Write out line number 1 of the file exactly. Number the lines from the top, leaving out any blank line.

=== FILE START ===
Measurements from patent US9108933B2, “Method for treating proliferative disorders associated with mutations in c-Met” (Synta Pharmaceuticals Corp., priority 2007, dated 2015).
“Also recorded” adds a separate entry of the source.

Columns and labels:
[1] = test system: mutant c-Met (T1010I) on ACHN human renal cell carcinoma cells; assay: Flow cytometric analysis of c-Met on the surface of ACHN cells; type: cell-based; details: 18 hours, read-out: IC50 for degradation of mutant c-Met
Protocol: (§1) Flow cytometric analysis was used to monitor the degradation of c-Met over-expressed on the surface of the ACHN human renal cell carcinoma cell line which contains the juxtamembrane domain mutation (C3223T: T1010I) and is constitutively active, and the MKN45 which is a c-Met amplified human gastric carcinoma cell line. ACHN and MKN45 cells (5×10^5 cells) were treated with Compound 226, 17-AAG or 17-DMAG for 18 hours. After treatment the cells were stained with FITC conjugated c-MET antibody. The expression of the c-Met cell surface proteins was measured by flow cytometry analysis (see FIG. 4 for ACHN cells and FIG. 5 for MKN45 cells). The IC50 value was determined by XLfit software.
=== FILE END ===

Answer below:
Measurements from patent US9108933B2, “Method for treating proliferative disorders associated with mutations in c-Met” (Synta Pharmaceuticals Corp., priority 2007, dated 2015).